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WadC Release Notes

This lists changes made in each release. For a description of all current features, see the Reference.


Not released yet.

Core program changes

  • When the external BSP program is invoked, we now instruct it to write out to a temporary filename, and then move that over the final WAD name. This means WadC can be used with node builders which do not support in-place node building (e.g. AJBSP and ZokumBSP).

UI improvements

The GUI now draws a marker for the cursor’s location and orientation, in orange. It can be toggled with the menus in the same way as drawing things or vertices.

Language features

  • rand(x,y) — returns a random integer between x and y (inclusive). The behaviour of rand is affected by the use of the seed function, in the same way as the choice operator.

  • Various deprecated functions have been removed: landscape and marchingcubes; as well as the functions formerly used for configuring WadC: lastfile, doomexe, doomargs, bspcmd, iwad, twad1, twad2, twad3, togglevertices and togglethings.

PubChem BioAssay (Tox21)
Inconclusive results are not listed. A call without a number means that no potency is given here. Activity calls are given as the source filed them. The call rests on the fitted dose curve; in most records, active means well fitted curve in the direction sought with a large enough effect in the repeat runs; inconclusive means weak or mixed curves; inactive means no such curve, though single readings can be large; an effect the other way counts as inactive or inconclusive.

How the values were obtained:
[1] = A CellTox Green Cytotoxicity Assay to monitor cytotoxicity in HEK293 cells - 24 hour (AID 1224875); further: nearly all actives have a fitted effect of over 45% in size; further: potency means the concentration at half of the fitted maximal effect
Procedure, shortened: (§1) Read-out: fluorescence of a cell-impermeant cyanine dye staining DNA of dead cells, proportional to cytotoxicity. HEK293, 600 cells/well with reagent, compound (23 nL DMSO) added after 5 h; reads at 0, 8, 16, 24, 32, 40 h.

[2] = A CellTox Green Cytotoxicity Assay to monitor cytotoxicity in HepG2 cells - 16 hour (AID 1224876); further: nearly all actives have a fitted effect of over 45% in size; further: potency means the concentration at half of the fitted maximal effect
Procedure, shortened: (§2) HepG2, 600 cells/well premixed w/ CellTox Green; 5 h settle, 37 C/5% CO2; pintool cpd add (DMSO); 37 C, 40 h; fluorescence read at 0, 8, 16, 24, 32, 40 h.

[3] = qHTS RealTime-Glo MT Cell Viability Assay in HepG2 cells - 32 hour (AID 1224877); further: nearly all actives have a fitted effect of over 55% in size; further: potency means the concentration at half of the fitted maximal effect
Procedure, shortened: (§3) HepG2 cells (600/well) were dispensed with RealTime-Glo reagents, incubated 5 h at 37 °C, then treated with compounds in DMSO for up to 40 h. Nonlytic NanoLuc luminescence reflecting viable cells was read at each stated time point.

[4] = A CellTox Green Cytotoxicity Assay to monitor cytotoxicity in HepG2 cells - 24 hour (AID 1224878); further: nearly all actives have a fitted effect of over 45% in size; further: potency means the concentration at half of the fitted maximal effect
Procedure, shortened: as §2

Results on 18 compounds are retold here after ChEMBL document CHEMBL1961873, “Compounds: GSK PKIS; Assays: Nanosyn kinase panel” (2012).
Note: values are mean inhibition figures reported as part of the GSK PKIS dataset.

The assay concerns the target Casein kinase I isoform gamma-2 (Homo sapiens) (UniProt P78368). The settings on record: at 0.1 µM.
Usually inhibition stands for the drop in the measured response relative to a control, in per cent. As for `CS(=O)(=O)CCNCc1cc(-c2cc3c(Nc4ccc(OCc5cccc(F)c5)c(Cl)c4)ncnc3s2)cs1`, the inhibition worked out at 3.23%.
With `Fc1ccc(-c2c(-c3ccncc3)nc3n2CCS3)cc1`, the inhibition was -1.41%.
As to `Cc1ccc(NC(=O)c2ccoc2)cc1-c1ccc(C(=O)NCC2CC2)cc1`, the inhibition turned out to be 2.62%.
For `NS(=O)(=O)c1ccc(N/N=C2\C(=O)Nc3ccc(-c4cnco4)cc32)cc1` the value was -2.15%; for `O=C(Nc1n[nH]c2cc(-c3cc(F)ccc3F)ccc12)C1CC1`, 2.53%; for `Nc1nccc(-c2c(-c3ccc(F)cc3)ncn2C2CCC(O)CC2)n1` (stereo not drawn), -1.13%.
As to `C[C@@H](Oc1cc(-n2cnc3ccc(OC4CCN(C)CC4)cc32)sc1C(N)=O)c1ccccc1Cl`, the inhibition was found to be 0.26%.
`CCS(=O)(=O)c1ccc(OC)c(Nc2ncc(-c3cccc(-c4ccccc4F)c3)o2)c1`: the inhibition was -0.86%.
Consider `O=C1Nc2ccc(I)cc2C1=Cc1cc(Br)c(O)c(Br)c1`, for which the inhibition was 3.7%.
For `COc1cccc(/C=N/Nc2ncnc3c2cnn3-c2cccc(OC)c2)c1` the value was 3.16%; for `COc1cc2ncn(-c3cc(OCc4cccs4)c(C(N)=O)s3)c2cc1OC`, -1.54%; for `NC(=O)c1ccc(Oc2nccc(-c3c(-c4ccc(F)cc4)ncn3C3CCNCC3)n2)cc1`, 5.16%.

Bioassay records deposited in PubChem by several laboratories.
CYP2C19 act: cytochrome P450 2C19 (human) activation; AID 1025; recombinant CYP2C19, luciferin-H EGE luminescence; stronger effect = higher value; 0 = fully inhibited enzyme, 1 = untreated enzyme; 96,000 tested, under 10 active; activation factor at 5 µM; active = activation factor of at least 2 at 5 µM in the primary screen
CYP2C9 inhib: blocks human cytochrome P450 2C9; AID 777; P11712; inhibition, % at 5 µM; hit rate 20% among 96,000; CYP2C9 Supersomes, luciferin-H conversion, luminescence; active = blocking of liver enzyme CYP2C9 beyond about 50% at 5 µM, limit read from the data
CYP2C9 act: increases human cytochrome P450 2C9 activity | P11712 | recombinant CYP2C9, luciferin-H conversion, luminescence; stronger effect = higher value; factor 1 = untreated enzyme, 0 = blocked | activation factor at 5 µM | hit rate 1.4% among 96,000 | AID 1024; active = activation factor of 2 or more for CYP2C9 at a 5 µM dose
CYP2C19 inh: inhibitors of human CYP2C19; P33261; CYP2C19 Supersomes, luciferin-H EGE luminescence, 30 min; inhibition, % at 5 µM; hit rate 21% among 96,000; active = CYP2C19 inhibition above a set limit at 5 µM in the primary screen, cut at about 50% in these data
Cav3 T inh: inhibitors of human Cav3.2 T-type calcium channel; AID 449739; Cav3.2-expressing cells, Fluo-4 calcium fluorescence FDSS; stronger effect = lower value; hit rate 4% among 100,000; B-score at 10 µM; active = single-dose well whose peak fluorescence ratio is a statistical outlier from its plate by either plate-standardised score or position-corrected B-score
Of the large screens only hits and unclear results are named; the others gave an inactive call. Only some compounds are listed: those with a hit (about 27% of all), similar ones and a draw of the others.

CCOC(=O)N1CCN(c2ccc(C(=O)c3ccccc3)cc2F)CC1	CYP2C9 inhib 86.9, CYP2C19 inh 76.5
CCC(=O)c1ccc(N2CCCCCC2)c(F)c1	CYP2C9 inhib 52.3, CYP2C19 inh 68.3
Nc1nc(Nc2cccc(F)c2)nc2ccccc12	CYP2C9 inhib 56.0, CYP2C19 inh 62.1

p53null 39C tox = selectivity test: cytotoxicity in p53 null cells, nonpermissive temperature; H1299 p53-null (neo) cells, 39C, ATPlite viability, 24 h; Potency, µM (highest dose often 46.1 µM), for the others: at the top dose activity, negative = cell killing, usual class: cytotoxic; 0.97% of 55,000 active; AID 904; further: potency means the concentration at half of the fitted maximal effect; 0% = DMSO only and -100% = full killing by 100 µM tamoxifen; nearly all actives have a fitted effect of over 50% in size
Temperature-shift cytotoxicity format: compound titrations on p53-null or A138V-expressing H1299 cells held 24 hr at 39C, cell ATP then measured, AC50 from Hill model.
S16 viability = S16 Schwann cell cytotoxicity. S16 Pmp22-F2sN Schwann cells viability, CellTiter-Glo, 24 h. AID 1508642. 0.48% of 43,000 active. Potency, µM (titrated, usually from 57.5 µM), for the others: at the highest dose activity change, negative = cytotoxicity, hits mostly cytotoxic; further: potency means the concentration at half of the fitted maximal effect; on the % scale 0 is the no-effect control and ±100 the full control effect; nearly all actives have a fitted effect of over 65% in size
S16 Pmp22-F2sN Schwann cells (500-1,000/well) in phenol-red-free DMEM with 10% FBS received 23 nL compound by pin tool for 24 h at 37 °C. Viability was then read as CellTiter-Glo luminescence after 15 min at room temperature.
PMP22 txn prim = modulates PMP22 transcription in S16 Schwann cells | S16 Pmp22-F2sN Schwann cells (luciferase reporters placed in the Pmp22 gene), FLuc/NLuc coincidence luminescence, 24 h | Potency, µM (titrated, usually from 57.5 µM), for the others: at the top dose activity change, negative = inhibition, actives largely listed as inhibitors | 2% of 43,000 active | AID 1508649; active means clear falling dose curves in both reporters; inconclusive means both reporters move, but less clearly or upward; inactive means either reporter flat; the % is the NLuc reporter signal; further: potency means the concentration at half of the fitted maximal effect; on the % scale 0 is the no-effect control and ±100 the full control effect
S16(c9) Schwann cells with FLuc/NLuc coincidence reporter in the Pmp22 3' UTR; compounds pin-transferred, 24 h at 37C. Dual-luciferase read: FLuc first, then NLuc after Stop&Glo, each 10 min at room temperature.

new example programs

  • bsp2.wl: a simple example of a Binary Space Partition algorithm to subdivide a rectangular space into sub-spaces, e.g. as a random dungeon generator

Various deprecated examples in examples/old have been removed.

Library additions/deletions

  • deaf has been deprecated.

  • standard.h: forXY: a two-dimensional for loop

Development stuff

  • Upgrade the version of maven-assemble-plugin that we rely on. This fixes building WadC with OpenJDK versions ≥ 9.


Released 13th November 2017.

Core program changes

UI Look and Feel changes

As a side effect of other changes, the UI will possibly look and feel quite different, depending on what platform you are using. On OS X, the menu is now integrated with the OS menu at the top. Several extra keyboard shortcuts have been added.

On Linux, the new UI system (Swing) seemed to have terrible font rendering by default, so WadC will try to enable font smoothing unless you explicitly configure the font settings yourself by defining a _JAVA_OPTIONS environment variable containing a definition of useSystemAAFontSettings, e.g. useSystemAAFontSettings=off.